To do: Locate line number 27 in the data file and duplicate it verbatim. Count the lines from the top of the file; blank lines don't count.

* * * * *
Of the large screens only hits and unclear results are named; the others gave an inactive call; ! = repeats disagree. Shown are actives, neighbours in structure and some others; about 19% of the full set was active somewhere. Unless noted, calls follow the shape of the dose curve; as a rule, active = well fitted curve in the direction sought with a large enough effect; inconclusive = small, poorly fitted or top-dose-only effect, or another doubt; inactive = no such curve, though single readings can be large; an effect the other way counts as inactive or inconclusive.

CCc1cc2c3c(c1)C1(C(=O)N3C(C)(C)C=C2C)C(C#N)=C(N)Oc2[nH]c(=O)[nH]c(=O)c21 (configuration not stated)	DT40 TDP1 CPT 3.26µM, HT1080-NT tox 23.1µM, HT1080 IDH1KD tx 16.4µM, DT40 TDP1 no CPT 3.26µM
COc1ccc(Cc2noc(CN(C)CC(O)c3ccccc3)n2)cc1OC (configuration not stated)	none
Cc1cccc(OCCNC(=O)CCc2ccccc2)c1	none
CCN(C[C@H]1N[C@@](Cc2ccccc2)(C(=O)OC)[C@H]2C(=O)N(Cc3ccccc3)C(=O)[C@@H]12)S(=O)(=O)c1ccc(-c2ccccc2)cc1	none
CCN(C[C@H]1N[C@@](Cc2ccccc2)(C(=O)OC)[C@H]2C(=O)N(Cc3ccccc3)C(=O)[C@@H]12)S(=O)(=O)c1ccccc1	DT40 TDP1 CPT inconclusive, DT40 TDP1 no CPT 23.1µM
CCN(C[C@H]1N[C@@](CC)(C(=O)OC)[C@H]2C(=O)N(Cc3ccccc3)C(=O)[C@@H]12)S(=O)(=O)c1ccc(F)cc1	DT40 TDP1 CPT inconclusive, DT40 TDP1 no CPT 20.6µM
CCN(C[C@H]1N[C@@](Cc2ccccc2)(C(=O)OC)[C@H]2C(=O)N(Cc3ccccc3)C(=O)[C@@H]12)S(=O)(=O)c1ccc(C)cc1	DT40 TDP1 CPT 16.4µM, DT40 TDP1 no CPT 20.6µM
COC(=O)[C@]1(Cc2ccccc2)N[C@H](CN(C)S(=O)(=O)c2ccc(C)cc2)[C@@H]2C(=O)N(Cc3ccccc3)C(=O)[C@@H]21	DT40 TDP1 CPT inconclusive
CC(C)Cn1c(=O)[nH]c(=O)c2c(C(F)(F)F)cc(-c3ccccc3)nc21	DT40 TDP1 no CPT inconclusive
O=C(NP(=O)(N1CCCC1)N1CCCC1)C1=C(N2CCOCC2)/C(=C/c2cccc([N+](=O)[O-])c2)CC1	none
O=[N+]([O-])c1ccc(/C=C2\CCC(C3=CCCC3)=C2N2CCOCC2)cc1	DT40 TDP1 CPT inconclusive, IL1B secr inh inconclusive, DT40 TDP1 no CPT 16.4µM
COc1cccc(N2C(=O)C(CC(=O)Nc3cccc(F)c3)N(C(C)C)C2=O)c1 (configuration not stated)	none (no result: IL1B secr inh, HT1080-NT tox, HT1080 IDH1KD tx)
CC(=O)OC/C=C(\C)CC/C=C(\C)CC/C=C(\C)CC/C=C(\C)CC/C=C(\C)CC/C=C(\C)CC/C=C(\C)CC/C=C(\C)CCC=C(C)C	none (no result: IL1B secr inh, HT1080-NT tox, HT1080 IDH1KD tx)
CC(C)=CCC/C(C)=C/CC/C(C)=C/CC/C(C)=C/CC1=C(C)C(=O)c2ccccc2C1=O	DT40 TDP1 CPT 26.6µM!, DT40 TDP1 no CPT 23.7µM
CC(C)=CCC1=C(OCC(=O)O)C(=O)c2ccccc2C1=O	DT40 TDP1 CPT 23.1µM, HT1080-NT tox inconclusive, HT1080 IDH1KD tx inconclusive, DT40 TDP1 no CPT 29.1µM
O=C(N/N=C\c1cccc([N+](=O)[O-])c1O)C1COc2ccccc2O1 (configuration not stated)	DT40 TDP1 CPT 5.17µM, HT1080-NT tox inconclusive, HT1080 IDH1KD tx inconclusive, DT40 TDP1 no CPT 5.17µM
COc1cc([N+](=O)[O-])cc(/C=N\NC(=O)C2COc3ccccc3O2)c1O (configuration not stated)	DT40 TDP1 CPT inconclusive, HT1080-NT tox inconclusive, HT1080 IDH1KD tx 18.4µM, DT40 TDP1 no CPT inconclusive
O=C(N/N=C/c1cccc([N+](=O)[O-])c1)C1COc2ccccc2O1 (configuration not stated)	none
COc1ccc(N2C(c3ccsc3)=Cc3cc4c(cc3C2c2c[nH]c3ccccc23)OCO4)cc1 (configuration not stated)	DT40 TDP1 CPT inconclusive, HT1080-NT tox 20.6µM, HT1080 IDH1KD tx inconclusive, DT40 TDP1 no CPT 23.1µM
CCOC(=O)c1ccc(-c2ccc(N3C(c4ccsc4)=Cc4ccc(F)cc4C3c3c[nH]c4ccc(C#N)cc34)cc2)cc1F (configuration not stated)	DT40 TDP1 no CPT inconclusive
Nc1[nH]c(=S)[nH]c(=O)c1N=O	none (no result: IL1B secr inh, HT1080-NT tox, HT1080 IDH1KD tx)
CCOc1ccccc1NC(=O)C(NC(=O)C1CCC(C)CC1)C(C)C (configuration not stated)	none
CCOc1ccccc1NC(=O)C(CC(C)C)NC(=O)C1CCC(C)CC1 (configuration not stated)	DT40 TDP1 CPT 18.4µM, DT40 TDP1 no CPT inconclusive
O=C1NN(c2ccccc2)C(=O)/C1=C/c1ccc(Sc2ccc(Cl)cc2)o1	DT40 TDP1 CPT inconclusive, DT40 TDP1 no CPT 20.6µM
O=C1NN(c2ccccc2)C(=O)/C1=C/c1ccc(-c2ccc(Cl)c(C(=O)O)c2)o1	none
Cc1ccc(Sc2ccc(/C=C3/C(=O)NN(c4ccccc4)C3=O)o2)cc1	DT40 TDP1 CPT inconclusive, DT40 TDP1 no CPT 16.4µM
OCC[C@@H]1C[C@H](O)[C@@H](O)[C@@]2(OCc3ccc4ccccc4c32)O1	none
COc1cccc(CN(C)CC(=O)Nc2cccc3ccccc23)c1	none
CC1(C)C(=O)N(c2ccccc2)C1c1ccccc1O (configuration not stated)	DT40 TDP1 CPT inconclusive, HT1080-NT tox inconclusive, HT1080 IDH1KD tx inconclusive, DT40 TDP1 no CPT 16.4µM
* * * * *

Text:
Cc1ccc(Sc2ccc(/C=C3/C(=O)NN(c4ccccc4)C3=O)o2)cc1	DT40 TDP1 CPT inconclusive, DT40 TDP1 no CPT 16.4µM